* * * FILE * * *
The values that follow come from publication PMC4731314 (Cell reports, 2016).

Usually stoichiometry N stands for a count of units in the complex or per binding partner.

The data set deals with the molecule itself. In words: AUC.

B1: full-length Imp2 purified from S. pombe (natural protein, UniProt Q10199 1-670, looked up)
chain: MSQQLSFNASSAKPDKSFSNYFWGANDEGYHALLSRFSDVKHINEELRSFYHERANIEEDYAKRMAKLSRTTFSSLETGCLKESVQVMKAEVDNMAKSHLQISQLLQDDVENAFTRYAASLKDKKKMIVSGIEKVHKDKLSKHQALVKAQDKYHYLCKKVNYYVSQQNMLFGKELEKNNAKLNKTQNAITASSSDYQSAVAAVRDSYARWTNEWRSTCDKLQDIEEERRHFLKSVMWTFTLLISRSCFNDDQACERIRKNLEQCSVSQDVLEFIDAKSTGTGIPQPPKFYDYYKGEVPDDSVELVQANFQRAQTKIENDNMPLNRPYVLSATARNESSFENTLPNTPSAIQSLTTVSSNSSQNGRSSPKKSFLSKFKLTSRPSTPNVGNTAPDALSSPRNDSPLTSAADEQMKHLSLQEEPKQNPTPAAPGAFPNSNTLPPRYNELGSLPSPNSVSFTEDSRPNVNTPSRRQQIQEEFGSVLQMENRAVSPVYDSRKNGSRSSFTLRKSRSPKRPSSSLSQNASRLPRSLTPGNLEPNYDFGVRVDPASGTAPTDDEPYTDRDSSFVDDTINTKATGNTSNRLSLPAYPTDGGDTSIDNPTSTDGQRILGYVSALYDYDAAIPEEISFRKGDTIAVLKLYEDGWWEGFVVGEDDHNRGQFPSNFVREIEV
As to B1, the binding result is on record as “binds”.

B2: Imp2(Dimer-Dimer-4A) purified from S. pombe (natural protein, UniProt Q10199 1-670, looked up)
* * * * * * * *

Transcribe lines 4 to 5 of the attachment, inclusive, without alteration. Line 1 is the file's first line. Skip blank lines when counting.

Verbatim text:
B1: full-length Imp2 purified from S. pombe (natural protein, UniProt Q10199 1-670, looked up)
chain: MSQQLSFNASSAKPDKSFSNYFWGANDEGYHALLSRFSDVKHINEELRSFYHERANIEEDYAKRMAKLSRTTFSSLETGCLKESVQVMKAEVDNMAKSHLQISQLLQDDVENAFTRYAASLKDKKKMIVSGIEKVHKDKLSKHQALVKAQDKYHYLCKKVNYYVSQQNMLFGKELEKNNAKLNKTQNAITASSSDYQSAVAAVRDSYARWTNEWRSTCDKLQDIEEERRHFLKSVMWTFTLLISRSCFNDDQACERIRKNLEQCSVSQDVLEFIDAKSTGTGIPQPPKFYDYYKGEVPDDSVELVQANFQRAQTKIENDNMPLNRPYVLSATARNESSFENTLPNTPSAIQSLTTVSSNSSQNGRSSPKKSFLSKFKLTSRPSTPNVGNTAPDALSSPRNDSPLTSAADEQMKHLSLQEEPKQNPTPAAPGAFPNSNTLPPRYNELGSLPSPNSVSFTEDSRPNVNTPSRRQQIQEEFGSVLQMENRAVSPVYDSRKNGSRSSFTLRKSRSPKRPSSSLSQNASRLPRSLTPGNLEPNYDFGVRVDPASGTAPTDDEPYTDRDSSFVDDTINTKATGNTSNRLSLPAYPTDGGDTSIDNPTSTDGQRILGYVSALYDYDAAIPEEISFRKGDTIAVLKLYEDGWWEGFVVGEDDHNRGQFPSNFVREIEV